When you have a long command you need to type correctly, and you only have left, right and backspace to navigate, it can soon feel tiresome. I wouldn't want you to tell all your friends you gave command line a go but it was like some caveman alternative to Microsoft Office products. When typing a command you can move it to a text editor with "hold-ctrl-press-x-then-e", and that's what the post is about.
Upon "hold-ctrl-press-x-then-e", Bash will try to open in turn
emacs, so you could give values to these environment variables in your
~/.bashrc. This happens to be my setup:
There and back again
OK so now you can do it. Type something in the command line, "hold-ctrl-press-x-then-e", and you have the same content in a text editor in a temporary file. Save and quit, and the file will get executed.
From the other side
You can also be in an editor, and get it to execute a command. In
vi, this is with :!. Say:
:! perl %
will get perl to execute the current file. You don't have to type it in every time, after : you can navigate the history with up and down arrows.
Why it's important
Okay so some program for nerds has this random feature, why should I care, you might say. I use it, but I'm not weird, I don't want to learn these shortcuts, I didn't need them and I got this far. They're not impressive, I can't put them on my resume like my friends do with Microsoft Excel and VBA macros. I am uncertain whether Nietzsche would classify you as a bird of prey or a lamb, but ponder this quote of his:
“He who has a why can bear almost any how.”
When you've typed lots of stuff as a command and furiously hold the arrow left key because you need to correct a mistake in the middle of it, you're not thinking about doing it better, because your goal not explicitly the efficiency. I've only learned "hold-ctrl-press-x-then-e" last week, and before that to change something in the middle I would copy half a command, correct it, then copy the other half.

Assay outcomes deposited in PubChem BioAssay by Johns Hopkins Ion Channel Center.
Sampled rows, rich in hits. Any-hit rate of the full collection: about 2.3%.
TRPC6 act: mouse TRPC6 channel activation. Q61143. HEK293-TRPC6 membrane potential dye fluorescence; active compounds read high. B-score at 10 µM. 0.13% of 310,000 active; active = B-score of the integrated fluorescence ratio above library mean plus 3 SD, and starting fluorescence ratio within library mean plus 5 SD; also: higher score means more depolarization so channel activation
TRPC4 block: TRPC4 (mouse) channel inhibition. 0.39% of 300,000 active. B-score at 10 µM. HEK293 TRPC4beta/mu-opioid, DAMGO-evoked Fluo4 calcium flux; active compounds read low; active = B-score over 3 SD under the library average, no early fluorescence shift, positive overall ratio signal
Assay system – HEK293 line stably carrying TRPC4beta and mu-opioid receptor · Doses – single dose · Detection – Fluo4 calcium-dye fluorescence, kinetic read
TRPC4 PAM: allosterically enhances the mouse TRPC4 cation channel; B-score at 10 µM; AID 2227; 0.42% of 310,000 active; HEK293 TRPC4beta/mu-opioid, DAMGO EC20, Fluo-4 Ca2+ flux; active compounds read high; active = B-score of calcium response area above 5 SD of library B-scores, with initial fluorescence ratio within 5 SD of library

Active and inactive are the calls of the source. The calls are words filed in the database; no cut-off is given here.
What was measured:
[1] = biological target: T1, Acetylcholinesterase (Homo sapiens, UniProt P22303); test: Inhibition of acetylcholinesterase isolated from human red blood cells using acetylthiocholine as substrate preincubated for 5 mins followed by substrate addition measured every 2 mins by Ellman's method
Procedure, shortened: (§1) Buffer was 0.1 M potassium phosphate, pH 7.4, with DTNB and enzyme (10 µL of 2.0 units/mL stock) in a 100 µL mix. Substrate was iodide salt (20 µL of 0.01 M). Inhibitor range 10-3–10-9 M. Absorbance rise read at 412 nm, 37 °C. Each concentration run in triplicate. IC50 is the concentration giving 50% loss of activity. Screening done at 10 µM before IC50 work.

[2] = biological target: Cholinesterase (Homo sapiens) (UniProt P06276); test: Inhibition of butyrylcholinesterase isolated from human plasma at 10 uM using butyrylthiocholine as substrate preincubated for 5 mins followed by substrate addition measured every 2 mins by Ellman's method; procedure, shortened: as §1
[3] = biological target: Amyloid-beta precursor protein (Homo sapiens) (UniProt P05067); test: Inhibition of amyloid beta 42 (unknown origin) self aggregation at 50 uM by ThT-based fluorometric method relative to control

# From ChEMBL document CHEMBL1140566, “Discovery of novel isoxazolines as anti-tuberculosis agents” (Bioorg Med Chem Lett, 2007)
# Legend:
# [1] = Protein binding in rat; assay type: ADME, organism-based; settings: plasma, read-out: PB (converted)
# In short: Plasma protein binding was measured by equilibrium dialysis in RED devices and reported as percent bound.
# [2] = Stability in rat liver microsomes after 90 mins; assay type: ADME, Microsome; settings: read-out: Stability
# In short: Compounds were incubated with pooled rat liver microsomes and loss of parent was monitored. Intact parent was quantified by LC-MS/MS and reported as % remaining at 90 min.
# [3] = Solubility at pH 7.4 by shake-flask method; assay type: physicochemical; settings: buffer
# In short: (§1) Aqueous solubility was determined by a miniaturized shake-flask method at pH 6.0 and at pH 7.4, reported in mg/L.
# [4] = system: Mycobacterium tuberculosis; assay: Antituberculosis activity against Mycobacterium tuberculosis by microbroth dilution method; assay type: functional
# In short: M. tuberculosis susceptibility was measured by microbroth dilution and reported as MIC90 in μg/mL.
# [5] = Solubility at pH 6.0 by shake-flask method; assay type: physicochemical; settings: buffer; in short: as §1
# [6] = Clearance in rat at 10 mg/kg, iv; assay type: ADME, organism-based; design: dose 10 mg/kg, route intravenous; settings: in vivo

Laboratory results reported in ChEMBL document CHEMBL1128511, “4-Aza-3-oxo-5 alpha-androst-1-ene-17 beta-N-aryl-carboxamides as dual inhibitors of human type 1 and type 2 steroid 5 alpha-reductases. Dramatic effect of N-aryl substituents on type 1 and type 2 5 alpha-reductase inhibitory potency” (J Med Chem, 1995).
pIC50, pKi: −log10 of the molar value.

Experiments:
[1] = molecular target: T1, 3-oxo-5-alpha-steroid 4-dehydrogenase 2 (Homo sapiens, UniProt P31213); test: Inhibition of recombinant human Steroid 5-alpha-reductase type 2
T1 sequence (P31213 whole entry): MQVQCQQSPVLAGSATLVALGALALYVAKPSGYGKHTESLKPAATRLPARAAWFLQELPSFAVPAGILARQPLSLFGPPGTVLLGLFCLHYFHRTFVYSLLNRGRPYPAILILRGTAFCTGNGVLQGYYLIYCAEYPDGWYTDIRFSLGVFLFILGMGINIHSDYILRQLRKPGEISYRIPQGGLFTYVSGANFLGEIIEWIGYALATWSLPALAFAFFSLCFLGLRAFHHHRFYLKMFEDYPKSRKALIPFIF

Having ever more reliable and efficient ways of performing tasks will make you, uh, perform those tasks ever more reliably and efficiently. It also lets you do new stuff with your Bicycle For The Mind because you're not bogged down with tedious stuff any more. So I recommend improving technique of minor things like editing text or executing commands, and so does Nietzsche, in his "Will To Power":
“My humanity is a constant self-overcoming.”
Perhaps reading programming blogs is not actually the most valuable way to do this. Much better to occasionally recognise a gap in your skill or knowledge and do a quick experiment or search to fill it. Internet can be consumed passively or in explorer mode, the second one is much more fun, and this applies also to procrastination. You'll have enough time to do your real grown up work in due course, and experimenting with little things catching your attention can lead you to good ideas. Both me and Nietzsche recommend doing that. Thus spoke Zarathustra, always one for pissing around with UNIX:
“We should consider every day lost on which we have not danced at least once. And we should call every truth false which was not accompanied by at least one laugh.”
Postscriptum and disclaimers
All the Nietzsche quotes here are out of context and literally none of them here fits what he was trying to say. I don't endorse his beliefs, and I particularly disagree with how the Nazis bent them for their propaganda, and I strongly denounce the Nazi movement and its ideology in general.
Spreadsheet software is actually pretty good.
I don't spend all that much of my time at work pissing around with UNIX. I run operations, random acts of software development, ensure correctness of data and I'm responsible for stuff.